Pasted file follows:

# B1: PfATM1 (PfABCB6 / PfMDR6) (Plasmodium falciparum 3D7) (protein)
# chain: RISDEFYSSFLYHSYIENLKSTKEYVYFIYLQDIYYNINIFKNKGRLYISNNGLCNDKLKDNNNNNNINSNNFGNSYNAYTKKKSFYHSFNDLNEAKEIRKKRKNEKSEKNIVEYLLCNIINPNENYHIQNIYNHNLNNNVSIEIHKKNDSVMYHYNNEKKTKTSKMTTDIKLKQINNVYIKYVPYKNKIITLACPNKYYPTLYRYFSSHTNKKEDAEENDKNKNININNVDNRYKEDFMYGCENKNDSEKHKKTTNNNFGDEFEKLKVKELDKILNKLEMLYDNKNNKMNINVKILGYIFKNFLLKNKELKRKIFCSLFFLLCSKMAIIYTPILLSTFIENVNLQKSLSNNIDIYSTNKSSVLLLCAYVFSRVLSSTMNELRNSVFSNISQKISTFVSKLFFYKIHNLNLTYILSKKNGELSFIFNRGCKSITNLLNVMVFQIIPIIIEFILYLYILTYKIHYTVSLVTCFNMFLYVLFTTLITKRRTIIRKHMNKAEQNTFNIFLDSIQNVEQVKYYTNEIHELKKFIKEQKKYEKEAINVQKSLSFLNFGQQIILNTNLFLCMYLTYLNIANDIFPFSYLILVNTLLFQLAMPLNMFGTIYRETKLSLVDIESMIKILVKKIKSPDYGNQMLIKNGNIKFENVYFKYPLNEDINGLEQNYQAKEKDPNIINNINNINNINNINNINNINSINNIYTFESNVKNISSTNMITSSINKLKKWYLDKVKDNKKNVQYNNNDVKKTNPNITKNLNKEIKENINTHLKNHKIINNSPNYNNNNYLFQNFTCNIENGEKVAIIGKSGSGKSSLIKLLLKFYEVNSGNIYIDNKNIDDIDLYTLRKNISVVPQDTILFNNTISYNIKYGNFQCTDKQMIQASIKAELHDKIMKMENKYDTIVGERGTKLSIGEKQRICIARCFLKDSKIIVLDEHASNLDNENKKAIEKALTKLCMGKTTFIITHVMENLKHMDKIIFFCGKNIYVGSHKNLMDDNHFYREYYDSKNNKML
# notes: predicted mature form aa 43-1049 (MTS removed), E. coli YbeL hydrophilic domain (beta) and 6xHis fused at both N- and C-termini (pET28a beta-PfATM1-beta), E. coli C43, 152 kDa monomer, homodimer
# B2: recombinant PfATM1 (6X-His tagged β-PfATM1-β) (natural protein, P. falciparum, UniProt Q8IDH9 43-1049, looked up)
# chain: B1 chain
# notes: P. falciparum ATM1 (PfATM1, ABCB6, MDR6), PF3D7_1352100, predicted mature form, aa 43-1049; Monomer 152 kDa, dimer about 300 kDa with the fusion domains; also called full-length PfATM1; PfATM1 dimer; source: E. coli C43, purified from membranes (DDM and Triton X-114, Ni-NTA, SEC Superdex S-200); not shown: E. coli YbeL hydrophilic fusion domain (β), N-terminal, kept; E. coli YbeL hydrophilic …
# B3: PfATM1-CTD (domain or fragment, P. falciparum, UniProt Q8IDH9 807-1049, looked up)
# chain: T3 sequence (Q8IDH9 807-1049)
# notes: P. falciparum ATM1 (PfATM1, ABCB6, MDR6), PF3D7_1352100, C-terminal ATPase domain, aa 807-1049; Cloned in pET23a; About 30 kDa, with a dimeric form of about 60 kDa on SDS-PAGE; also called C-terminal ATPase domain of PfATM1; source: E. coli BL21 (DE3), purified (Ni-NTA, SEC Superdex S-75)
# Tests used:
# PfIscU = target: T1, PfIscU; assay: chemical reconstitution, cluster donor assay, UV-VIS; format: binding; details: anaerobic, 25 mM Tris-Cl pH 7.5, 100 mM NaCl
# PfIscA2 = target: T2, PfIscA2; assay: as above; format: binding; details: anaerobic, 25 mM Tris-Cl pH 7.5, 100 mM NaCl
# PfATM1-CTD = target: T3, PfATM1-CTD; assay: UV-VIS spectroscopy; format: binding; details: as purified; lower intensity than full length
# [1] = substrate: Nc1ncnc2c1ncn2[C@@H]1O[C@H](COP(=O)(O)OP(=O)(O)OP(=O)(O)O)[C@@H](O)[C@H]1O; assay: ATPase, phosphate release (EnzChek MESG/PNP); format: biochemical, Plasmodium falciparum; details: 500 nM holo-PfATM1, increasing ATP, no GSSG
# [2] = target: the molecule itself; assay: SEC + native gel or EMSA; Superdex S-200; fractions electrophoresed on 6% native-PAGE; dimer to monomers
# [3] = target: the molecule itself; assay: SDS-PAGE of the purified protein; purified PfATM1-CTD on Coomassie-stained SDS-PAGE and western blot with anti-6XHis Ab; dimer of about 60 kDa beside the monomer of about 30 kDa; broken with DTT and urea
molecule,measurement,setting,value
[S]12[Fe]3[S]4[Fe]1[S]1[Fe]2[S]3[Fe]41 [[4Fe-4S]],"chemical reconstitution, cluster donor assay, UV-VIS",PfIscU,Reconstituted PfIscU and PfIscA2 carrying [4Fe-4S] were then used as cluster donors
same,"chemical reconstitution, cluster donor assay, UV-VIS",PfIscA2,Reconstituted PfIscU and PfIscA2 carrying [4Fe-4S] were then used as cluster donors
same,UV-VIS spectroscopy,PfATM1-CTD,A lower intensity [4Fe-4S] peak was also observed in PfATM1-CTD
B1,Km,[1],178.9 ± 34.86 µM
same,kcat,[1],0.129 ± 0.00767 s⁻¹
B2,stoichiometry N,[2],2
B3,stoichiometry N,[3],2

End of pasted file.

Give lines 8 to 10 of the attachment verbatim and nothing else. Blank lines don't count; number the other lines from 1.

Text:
# chain: T3 sequence (Q8IDH9 807-1049)
# notes: P. falciparum ATM1 (PfATM1, ABCB6, MDR6), PF3D7_1352100, C-terminal ATPase domain, aa 807-1049; Cloned in pET23a; About 30 kDa, with a dimeric form of about 60 kDa on SDS-PAGE; also called C-terminal ATPase domain of PfATM1; source: E. coli BL21 (DE3), purified (Ni-NTA, SEC Superdex S-75)
# Tests used: